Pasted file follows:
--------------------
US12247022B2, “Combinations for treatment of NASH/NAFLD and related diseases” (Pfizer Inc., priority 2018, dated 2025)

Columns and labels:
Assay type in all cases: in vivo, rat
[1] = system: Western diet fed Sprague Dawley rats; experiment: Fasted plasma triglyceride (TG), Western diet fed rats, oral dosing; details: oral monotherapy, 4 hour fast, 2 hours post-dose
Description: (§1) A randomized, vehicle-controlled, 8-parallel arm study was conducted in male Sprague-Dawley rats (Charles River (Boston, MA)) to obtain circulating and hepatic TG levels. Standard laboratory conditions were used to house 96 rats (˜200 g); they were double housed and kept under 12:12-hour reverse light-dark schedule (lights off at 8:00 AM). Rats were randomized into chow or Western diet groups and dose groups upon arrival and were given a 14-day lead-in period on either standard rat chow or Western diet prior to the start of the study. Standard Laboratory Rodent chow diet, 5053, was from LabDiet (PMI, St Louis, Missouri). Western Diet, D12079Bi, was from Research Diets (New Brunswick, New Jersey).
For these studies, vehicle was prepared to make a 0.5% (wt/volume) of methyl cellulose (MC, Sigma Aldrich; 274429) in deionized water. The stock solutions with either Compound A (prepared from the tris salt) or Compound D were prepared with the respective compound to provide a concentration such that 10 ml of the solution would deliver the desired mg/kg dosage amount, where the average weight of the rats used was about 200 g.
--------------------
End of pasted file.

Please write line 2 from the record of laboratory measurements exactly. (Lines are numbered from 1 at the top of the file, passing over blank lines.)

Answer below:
Columns and labels: